TIMONIUM, Maryland –Staff members at a Catholic Charities’ residential treatment program for children with behavioral and emotional needs were not having luck calming a boy during a recent screaming and yelling outburst. They couldn’t even get close enough to begin soothing the troubled youth.
That’s when Carmen intervened.
The 6-year-old yellow Labrador retriever, a trained rehabilitation facility dog for St. Vincent’s Villa and Villa Maria School in Timonium, was allowed into the boy’s space at his invitation.
“Carmen started licking away the tears and the incident was defused in a matter of minutes,” said Aggie Callahan, director of education at St. Vincent’s Villa and Villa Maria School in Timonium.
Callahan, the dog’s secondary handler, noted that the student was able to return to class after spending some quality time with the dog.
Throughout the Archdiocese of Baltimore, four-legged friends such as Carmen are on duty helping their human companions with emotional and physical assistance.
Service dogs are trained to help with specific disabilities and are not considered pets. Yet they and other animals provide friendship as they help navigate life’s challenges.
Carmen arrived at Catholic Charities three years ago as part of a pilot program through the Ed Block Courage Award Foundation that places trained dogs in sponsored facilities. She is a familiar presence, greeting students as they arrive and providing emotional support throughout the day.
St. Vincent’s Villa and Villa Maria School serve children with traumatic emotional and behavioral health challenges.
Ezra Buchdahl, school administrator and the dog’s primary handler, said Carmen participates in routine therapy sessions. Buchdahl recalled a time when a 12-year-old girl abandoned by her parents came to the Villa depressed and angry, saying she would never trust anyone again.
And “she meant it,” Buchdahl told the Catholic Review, newspaper of the Archdiocese of Baltimore.
Developing trust and unconditional love for Carmen was part of the healing the student needed to be placed with a foster family. Buchdahl didn’t think that would have been possible without the canine confidant.
What can Carmen do that emergency medicine and interventions cannot?
“Love!” Buchdahl said.
Thirty miles from Timonium, a small chalkboard sign sits on the floor outside Marcie Gibbons’ office at Archbishop Spalding High School in Severn.
“Doc is In,” it reads, referencing the black Labrador that helps Gibbons in her role as a clinical social worker and school counselor at Archbishop Spalding.
While not a trained therapy dog, Doc has taken on the role of a companion at Spalding. He first arrived at the school as a 6-month-old puppy after school administrators had given Gibbons special permission to bring the pet to school while he was training.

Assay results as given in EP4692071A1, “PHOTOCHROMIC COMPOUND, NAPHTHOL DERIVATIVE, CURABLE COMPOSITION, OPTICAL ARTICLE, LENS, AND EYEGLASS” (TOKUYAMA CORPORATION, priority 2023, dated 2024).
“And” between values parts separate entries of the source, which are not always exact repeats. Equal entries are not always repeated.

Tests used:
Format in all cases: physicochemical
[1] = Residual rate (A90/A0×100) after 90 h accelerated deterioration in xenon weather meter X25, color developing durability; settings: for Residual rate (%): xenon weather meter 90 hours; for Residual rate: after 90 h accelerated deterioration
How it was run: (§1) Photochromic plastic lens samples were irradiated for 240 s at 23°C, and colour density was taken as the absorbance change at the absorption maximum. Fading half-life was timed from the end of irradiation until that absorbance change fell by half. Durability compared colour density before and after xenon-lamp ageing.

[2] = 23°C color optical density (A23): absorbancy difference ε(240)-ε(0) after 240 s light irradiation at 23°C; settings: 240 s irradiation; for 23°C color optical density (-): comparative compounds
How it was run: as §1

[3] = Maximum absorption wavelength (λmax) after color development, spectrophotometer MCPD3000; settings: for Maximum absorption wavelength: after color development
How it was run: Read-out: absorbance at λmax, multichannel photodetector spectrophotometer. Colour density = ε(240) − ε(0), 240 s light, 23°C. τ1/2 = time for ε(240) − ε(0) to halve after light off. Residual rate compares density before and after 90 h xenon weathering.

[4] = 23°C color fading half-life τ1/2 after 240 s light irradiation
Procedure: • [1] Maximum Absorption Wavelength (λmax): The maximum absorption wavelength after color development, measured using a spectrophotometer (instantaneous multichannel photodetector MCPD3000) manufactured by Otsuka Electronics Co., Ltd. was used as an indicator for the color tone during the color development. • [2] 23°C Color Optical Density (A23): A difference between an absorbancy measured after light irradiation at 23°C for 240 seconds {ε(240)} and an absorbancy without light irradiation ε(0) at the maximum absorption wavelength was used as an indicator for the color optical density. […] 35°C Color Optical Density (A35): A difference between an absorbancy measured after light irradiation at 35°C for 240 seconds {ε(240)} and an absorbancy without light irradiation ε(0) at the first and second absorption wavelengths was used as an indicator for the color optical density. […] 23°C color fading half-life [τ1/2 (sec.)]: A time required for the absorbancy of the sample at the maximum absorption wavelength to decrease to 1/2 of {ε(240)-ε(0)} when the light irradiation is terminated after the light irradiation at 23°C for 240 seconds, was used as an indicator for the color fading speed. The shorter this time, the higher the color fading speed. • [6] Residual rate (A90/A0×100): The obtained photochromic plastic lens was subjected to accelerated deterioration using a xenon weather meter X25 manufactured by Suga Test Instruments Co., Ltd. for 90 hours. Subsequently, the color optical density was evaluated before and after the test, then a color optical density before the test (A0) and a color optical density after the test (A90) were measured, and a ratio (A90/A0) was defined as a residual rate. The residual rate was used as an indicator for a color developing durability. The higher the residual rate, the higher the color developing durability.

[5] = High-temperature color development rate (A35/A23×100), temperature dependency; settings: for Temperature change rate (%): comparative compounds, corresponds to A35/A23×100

On Doc’s first day at the school, a visibly upset student came into Gibbons’ office. Without prompting, Doc put his head on the student’s lap until the tears stopped flowing. Gibbons knew then Doc was special.
Nine years later, the “unofficial mayor of Spalding” has enjoyed part-time hours visiting with students and staff, making rounds to classrooms.
“Doc has been known to interrupt a Latin exam or two,” Gibbons said with a laugh.
Gibbons called the lab a “conduit” and a “safety net.”
“He’s like bubble wrap” at Spalding said Gibbons, a social worker for approximately three decades and a counselor at Spalding for 15 years.
Stress in young people was already inching upward pre-pandemic, according to Gibbons.
“COVID hit and broke that glass ceiling,” she said, noting that Doc brings a gentle, calming presence.
In Baltimore, no one would know by Aspen Shelton’s radiant smile and outgoing personality that she has been visually impaired since birth. A brain tumor took away the little vision she had left a year ago.
A sophomore from Texas majoring in communications, advertising and journalism at Loyola University Maryland, Shelton relies on Edwina, her 4-year old black Labrador to help her navigate the campus.
Edwina, nicknamed “Eddie,” also sits poolside while Shelton trains at pre-dawn swim workouts as a member of both the Greyhound swim team and the USA Paralympic Swim Team.
“We’re attached at the hip, practically,” said Shelton. There are anywhere from 100,000 to 200,000 registered service dogs in the United States, estimates Service Dog Central.
“If I leave the room and she doesn’t realize it, she’ll come looking for me,” Shelton said. “She loves to work. She loves her job. She’s absolutely amazing to my independence and everyday life. She’s a life saver.”
Shelton explained how her seeing eye dog has what she called intelligent decision-making skills. Eddie knows how to prevent her from walking into traffic when Shelton might think it’s safe to cross a street -– an important skill, considering Loyola’s location along a busy street.
Competitively swimming since the age of 8, Shelton, who could not compete in the Tokyo Paralympics because of her brain tumor, looks forward to competing at the Paris 2024 Paralympic games.
Shelton said her favorite thing about Eddie is her bubbly personality.
“She’s all around amazing,” Shelton said, “always bouncing along, tail wagging. I love her a lot.”
Parks is a visual journalist for the Catholic Review, newspaper of the Archdiocese of Baltimore.